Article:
New York Times Tells the World Toronto is the Leader in Board Game Cafés

Toronto’s board gaming culture is becoming bigger than ever.

Cafés are crowded on Saturday evenings, allowing geeks, gamers, and just about everyone else to play their favourite games well into the late hours. If a rainy Sunday occurs, you can expect to see locals lined up outside, patiently waiting to get let in to play.

And it appears that Torontonians aren’t the only ones who are excited about this shift in weekend activity.

Lynn Freehill-Maye of the NY Times, whose recent article was titled “In Toronto Cafés, Board Games Rule,” couldn’t agree more.

Freehill-Maye’s article explains how board game cafés are becoming quite popular in the city and the best part about them is you no longer see people buried in glowing phone screens.

The article mentions three popular board game hangouts in the city, Snakes & Lattes Annex Castle Board Game Cafe and Bampot Bohemian House of Tea and Board Games, but also notes that there are more than 20 other game cafés to check out, making Toronto a hub for board game culture.

Board games have been a growing trend in Toronto; leading other big cities to follow suit. Freehill-Maye writes that there are at least a dozen dedicated board-game cafés popping up around the United States, including in Manhattan, Boston, and Los Angeles.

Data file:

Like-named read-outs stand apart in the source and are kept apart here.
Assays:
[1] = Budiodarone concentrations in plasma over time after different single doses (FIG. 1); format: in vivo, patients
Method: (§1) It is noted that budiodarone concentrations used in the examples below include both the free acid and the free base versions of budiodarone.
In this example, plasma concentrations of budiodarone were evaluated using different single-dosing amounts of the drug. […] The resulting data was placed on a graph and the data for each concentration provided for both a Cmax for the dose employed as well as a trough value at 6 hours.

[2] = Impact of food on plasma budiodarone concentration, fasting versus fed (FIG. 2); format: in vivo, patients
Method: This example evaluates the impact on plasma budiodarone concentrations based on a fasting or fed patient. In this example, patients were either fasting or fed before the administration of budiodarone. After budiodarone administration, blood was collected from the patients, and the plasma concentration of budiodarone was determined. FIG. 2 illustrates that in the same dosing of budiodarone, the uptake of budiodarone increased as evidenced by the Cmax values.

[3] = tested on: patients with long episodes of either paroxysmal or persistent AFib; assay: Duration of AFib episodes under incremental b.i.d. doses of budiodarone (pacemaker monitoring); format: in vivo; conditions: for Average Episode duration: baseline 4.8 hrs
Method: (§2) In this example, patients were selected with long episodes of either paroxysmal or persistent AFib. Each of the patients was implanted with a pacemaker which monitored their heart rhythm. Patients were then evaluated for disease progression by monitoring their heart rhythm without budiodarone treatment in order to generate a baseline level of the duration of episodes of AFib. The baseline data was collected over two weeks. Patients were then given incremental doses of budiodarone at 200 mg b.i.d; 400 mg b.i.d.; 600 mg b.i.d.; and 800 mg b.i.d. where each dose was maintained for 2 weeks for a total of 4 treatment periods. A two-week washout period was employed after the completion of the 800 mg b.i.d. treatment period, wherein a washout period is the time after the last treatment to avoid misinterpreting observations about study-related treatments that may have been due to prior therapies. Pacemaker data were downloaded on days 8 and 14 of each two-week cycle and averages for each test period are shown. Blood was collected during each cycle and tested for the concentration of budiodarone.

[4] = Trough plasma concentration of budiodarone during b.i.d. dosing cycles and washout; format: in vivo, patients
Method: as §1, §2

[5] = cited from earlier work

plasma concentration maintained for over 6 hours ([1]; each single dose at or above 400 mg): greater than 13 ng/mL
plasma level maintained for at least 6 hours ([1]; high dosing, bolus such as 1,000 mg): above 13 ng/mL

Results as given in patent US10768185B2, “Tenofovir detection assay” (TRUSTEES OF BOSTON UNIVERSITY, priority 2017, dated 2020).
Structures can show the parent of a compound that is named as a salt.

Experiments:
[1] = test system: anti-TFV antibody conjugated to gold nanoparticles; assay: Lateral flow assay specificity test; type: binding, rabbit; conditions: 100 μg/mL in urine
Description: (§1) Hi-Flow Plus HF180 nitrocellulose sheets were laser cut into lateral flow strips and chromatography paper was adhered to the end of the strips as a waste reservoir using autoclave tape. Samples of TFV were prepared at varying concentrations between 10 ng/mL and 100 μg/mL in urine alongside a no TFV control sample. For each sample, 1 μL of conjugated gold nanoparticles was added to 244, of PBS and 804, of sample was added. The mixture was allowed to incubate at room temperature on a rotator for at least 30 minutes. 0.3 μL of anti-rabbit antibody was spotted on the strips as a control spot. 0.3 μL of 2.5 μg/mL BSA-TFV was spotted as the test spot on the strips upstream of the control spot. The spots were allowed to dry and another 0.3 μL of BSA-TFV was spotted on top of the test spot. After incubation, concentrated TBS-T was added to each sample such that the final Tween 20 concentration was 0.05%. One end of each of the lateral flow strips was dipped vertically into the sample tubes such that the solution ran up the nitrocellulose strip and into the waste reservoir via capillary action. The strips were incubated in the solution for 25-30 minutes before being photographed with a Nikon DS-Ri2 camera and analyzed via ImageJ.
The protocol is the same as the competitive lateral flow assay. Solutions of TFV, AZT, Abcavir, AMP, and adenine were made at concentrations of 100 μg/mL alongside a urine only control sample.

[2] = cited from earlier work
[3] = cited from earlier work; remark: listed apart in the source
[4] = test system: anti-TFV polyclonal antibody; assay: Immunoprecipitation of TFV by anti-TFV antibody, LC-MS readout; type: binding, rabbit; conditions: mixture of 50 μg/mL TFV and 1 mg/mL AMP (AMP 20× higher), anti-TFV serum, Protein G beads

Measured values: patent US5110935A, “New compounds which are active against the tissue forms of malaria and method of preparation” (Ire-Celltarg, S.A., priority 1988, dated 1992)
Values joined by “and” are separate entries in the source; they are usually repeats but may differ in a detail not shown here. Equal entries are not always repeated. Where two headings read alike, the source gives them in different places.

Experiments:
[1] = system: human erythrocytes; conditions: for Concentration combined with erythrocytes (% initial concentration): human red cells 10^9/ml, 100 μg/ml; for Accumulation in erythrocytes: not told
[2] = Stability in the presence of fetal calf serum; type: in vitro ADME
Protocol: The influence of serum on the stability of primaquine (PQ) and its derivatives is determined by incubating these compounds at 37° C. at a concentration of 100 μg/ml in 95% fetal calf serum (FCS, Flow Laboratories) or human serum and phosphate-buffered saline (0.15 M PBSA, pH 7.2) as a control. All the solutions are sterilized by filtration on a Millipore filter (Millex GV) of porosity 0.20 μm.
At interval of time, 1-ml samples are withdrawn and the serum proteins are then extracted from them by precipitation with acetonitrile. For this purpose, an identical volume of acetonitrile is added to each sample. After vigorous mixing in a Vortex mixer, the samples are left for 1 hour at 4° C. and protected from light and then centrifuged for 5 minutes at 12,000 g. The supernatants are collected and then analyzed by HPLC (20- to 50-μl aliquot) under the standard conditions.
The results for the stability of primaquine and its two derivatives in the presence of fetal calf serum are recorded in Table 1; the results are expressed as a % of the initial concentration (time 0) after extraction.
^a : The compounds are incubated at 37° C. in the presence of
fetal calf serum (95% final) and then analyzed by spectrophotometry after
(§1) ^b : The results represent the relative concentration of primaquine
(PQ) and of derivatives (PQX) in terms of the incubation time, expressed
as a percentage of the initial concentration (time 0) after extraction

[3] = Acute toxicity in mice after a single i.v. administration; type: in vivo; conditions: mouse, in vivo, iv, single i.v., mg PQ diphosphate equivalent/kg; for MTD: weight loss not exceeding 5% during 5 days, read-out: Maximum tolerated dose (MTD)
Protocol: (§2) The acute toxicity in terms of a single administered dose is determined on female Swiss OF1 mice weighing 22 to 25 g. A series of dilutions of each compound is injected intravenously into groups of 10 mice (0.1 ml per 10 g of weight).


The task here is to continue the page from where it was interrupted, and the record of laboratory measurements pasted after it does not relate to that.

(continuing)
Toronto’s gaming scene first took off when French-born Ben Castanie opened Snakes & Lattes Annex back in 2010. According to Freehill-Maye, Castanie was inspired by the Parisian toy libraries that lent playthings to families when he was a boy. So along with his business partners Mr. Zack and Aaron Slade, they put together an impressive selection of 1,000 games and gave the café some life.

They focused on having a variety of options to attract gamers of all levels. From hipsters looking to play the latest trend, to couples wanting to play a childhood favourite, and serious gamers that take hours to finish complex games, they offered something for everyone.

Another key to the success of these cafés is the influx of international games.

“European strategy games like the Settlers of Catan have carved inroads into the North American market,” Freehill-Maye wrote.

Classic games like Monopoly and Yahtzee were the former choice for gamers. But now visitors wait patiently to get their hands on the latest Game of Thrones game, or the risqué Cards Against Humanity.

Board games are no longer about simply rolling dice, moving your piece and completing the next task at hand. They’re now much more complex, making visiting one of the board game cafés both a social and strategic experience.

While the games are always the main attraction, helpful staff and delicious snacks definitely add to the experience. Game gurus are always available to  advise on game rules and help newcomers understand games they might be familiar with. Each café also has its own unique menu, mostly serving up tea, beer, wine and espressos with fresh paninis and sharing plates.

But no matter what café you visit you’ll aways notice that guests are having fun and letting their inner child out…you know, that one that isn’t staring at a screen every other minute.